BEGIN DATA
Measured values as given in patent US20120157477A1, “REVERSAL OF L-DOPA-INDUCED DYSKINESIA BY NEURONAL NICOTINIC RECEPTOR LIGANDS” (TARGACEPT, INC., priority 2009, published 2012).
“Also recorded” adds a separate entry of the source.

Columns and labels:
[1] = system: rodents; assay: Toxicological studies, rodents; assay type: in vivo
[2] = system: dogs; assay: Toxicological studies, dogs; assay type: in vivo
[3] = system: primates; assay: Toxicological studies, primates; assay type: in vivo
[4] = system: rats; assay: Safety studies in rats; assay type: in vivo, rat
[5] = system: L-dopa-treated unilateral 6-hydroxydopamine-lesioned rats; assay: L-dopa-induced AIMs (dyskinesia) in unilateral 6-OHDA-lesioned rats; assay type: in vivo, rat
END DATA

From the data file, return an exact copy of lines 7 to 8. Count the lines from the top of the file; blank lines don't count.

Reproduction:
[4] = system: rats; assay: Safety studies in rats; assay type: in vivo, rat
[5] = system: L-dopa-treated unilateral 6-hydroxydopamine-lesioned rats; assay: L-dopa-induced AIMs (dyskinesia) in unilateral 6-OHDA-lesioned rats; assay type: in vivo, rat